Numerous studies have shown that inorganic nanoparticles (NPs) such as halloysite nanotubes (HNTs) [16, 17, 18], carbon nanotubes (CNTs) [19, 20, 21], graphene [22, 23], nano-hydroxyapatite (n-HA) [24, 25, 26], laponite® (LAP) [27, 28], and mesoporous silica (MMS) [29, 30], etc., have large specific surface area, high surface activity and good biocompatibility. The large specific surface area and high surface energy endow inorganic NPs with good loading capabilities for a variety of drugs and biologically active macromolecules. Moreover, inorganic nanomaterials have been validated to be able to reinforce the mechanical properties of polymeric matrix [31], and simultaneously promote cell functionality in the tissue engineering domain, especially in bone tissue engineering [32].

Combining the outstanding merits of inorganic NPs and electrospun nanofibers, organic/inorganic hybrid nanofibers exhibit improved performances in catalysis [33], mechanical property [34], drug encapsulation ability [35], and cellular response [36], which is beneficial for their tissue engineering and drug delivery applications. Much effort has been devoted to fabricate a series of organic/inorganic hybrid nanofibers. On one hand, the hybrid nanofibers prolong the drug release profile effectively; on the other hand, the loaded inorganic component can significantly enhance the mechanical properties of the nanofibers and promote cell adhesion, migration, proliferation and differentiation.

In this review, we aim to provide an overview of organic/inorganic hybrid electrospun nanofibers for drug delivery and tissue engineering applications. The strategy that combines a series of inorganic NPs including HNTs, LAP, n-HA, attapulgite (ATT) and CNTs with biocompatible organic polymers to fabricate functional hybrid nanofibers will be elaborated in detail. The biomedical applications in drug delivery and tissue engineering of organic/inorganic hybrid nanofibers are introduced. This review starts with a brief introduction of the area of research, details the formation and properties of hybrid inorganic/organic electrospun nanofibers, and then introduces the application of the materials for drug delivery and tissue engineering applications, and ends with a brief discussion of future outlooks.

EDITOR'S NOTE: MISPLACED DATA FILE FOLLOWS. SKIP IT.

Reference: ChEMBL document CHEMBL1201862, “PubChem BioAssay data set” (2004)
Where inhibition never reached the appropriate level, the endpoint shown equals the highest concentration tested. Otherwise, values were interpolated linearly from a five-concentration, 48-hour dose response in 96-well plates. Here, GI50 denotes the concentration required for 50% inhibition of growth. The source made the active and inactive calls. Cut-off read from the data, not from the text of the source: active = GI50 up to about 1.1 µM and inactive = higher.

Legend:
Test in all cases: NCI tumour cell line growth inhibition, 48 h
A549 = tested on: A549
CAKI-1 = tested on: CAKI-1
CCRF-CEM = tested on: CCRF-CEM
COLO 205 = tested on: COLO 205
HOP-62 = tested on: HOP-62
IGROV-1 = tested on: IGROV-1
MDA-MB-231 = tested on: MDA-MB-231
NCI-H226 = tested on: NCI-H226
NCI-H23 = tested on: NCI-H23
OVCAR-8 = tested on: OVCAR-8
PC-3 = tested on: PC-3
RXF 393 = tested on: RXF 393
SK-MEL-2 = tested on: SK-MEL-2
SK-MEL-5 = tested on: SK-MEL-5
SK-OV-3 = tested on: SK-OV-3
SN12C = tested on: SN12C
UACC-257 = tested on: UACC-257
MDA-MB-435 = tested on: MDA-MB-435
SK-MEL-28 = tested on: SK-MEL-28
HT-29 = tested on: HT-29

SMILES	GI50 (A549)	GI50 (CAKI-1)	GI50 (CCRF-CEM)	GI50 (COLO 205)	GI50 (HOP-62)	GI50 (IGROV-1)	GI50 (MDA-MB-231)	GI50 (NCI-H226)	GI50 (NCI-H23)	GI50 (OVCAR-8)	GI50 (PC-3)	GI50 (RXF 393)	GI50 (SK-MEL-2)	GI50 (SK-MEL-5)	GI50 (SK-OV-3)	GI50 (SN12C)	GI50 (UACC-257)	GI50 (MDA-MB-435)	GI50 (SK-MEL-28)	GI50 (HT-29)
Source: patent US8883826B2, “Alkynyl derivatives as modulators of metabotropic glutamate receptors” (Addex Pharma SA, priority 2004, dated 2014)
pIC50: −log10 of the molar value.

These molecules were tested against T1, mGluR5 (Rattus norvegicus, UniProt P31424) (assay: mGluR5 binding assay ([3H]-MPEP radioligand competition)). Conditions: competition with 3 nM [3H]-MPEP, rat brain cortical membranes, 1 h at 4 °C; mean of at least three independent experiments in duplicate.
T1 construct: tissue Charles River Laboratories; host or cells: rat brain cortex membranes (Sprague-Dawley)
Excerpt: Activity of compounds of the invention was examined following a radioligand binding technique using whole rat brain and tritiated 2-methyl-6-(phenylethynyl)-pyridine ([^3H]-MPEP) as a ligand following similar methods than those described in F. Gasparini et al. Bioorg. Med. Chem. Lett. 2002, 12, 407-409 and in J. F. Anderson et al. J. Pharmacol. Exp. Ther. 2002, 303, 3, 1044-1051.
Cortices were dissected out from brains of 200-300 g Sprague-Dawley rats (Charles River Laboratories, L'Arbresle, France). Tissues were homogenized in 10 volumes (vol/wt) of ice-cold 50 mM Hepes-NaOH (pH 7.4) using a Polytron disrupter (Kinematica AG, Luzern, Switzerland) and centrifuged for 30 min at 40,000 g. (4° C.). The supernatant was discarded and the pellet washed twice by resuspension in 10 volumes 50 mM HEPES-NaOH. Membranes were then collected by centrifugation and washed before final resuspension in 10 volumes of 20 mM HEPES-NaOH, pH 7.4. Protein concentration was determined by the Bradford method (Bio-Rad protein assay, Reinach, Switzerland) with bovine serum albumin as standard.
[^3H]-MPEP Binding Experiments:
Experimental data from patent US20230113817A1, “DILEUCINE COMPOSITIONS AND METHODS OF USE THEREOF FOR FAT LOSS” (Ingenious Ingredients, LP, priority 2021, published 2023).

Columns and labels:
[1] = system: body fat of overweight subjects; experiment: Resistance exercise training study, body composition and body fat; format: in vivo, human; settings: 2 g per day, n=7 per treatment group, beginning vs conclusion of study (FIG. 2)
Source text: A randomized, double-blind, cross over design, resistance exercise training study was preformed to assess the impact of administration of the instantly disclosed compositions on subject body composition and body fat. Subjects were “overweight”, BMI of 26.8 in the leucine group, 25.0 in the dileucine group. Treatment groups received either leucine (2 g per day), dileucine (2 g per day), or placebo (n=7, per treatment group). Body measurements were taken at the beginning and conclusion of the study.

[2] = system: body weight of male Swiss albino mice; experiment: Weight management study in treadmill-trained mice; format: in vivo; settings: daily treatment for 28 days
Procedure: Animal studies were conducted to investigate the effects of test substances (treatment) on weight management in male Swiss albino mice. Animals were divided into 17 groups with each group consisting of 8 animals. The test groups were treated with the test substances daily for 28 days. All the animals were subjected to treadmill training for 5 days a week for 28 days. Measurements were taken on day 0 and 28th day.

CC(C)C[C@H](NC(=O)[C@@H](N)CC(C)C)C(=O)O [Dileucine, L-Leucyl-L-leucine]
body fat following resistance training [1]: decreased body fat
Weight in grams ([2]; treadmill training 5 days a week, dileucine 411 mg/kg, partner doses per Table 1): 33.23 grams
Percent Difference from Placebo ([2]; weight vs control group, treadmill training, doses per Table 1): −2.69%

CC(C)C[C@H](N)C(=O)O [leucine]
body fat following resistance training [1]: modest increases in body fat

Fabrication and Performance of Hybrid Nanofibers

Till now, various approaches have been exploited to fabricate organic/inorganic hybrid nanofibers with desired morphologies and enhanced mechanical properties. Especially, the blended electrospinning, Layer-by-layer (LbL) self-assembly, in situ fabrication, and co-axial electrospinning methods (Fig. 1) have been employed for the fabrication of hybrid nanofibers, which is detailed in this section.
Fig. 1

Schematic illustration of four approaches to fabricate organic/inorganic hybrid nanofibers: a blended electrospinning, b Layer-by-layer self-assembly, c in situ fabrication, and d co-axial electrospinning methods